SOMERVILLE, NJ - The COVID-19 pandemic might have caused cancellation of the borough's annual Memorial Day Parade and the 80th annul Tour of Somerville cycling race Monday, but it could not alter the traditions that accompany both events.
Mayor Dennis Sullivan presided over a truncated Memorial Day service at the New Cemetery early Monday morning, honoring the nation's war dead who are buried there.
The ceremony was filmed and will be broadcast on 'Ville TV at a later date.
Rev. Canon Ron Pollock, pastor St. John's Episcopal Church, offered prayers; Karen Sophie, a senior at Somerville High School and member of the choir, performed the National Anthem and "America the Beautiful;" Sullivan offered his sentiments and a reading of Abraham Lincoln's Gettysburg Address; Andrea Adair, commander of American Legion Post No. 12, presented the Memorial Wreath and Councilman Fred Wied V read General John A. Logan's 1868 order recognized as the foundation of today's Memorial Day.
Later in the day, Joe Saling, the "voice" of the Tour of Somerville for 45 years gathered with some "old-timers" as he called them near the finish line of the race on West Main Street, and at the corner of Mountain Avenue by the Pop Kugler Memorial to honor the memory of Vincent Menci, a former racer and curator of the US Bicycling Hall of Fame formerly located in Somerville.
Menci passed away on March 4 at the age of 92
"As curator of the U.S. Bicycling Hall of Fame for its first twenty years, Vince Menci traveled widely to meet men and women who had played leading roles in racing and supporting the sport to collect memorabilia while he hosted events to raise funds for the Hall of Fame in his hometown of Somerville," Salig said.
"Along the way, he may have shaken hands with more national and world cycling champions than anyone," he added.
The group paying tribute to Menci included Salig and his wife Dottie; Mark Stampiglia, Bill Elliston, Ray Cipolleni, Jim and Paula Grill, Louise LeGoff, Deb Schiff, and Don Madson,.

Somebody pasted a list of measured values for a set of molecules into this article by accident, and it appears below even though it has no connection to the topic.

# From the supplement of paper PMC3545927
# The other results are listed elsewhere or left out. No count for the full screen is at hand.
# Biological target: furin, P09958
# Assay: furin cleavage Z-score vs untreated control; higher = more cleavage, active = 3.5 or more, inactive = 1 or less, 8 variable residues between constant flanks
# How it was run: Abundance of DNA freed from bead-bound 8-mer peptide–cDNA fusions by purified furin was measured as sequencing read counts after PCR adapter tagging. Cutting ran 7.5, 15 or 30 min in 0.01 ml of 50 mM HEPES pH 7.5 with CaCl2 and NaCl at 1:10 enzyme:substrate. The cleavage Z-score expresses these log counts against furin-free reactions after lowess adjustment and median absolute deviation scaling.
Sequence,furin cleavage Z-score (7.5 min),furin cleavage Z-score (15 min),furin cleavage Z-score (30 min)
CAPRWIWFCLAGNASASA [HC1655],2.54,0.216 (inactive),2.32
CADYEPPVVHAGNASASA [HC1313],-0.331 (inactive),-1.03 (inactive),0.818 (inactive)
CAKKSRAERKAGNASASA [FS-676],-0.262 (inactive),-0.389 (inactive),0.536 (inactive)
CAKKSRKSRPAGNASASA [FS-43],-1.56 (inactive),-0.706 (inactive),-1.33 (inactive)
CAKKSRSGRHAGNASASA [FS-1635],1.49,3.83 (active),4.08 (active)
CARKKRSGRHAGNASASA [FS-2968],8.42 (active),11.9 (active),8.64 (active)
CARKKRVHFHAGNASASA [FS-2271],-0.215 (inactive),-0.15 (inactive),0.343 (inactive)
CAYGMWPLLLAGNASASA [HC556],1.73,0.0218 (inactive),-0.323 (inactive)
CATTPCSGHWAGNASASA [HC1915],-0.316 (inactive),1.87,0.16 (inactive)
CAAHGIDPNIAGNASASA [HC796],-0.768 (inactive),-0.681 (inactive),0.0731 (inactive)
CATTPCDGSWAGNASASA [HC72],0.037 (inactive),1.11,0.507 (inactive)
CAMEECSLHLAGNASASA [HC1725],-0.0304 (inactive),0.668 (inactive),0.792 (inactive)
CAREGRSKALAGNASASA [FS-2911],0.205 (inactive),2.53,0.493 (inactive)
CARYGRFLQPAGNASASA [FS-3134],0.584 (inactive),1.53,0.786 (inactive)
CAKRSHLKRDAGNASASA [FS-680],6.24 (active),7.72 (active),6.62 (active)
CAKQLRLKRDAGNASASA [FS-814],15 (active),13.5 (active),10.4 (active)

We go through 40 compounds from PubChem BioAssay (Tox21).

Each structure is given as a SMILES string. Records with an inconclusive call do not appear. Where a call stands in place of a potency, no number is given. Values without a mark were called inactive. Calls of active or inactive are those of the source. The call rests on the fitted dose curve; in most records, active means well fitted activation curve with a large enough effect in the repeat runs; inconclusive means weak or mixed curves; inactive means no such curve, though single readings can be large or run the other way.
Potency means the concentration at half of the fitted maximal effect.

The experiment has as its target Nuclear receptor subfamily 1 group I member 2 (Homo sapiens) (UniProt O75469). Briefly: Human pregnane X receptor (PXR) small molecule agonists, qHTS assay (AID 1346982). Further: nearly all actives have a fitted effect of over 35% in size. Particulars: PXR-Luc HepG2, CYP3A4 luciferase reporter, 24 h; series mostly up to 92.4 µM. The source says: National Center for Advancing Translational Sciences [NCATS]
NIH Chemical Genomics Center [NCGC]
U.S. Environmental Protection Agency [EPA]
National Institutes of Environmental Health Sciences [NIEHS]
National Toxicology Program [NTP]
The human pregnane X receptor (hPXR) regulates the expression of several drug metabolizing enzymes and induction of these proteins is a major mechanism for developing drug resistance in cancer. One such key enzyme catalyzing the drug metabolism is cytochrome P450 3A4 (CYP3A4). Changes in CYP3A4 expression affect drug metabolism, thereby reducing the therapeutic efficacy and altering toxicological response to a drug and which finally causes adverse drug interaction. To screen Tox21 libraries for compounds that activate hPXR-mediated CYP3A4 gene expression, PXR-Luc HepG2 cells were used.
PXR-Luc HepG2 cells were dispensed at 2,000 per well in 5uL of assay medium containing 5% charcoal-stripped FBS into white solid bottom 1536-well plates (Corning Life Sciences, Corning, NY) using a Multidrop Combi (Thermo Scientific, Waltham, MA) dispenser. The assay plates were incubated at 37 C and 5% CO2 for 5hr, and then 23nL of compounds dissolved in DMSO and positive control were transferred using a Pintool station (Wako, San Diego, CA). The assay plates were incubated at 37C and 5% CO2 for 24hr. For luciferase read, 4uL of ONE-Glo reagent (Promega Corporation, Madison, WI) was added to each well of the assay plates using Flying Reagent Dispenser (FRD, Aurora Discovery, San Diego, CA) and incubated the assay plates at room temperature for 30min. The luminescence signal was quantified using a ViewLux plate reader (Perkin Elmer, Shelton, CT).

When professional bike racer and bike shop owner, Fred Kugler, now universally known as “Pop,” decided to promote a bike race in Somerville, he encountered one problem. New Jersey state law prohibited racing on highways for prizes, and Somerville’s Main Street doubles as State Highway 28. To bypass this legislation, Kugler opted to name the race a “tour,” and the 50-mile Tour of Somerville was born in May of 1940.
Kugler’s son Furman, a past National Cycling champion and one of the country’s most promising cyclists, won the inaugural Tour of Somerville in 1940 and repeated his victory in 1941. Carl Anderson, a friend of the Kuglers’ won the Tour in 1942. World War II suspended the Tour from 1943-1946 and its Memorial Day date took on a sad irony when Kugler and Anderson were both killed while serving with the Armed Forces overseas. Resuming in 1947, the Senior Men’s race of the Tour of Somerville was officially renamed the Kugler-Anderson Memorial, in honor of the two past winners who gave their lives for their country.
Lawn parties held by residents on the back stretch of the race course are another tradition on race day.
Keeping the tradition alive this year was Rich Reitman, who has been hosting his party on the front lawn of his office on West High Street since 1992.
The absence of the bike race did not stop Reitman and his guests from gathering on Monday; Though not as lavish as in past years when guests arrived with trays of food, lawn hairs and coolers, there was an ample supply of adult beverages.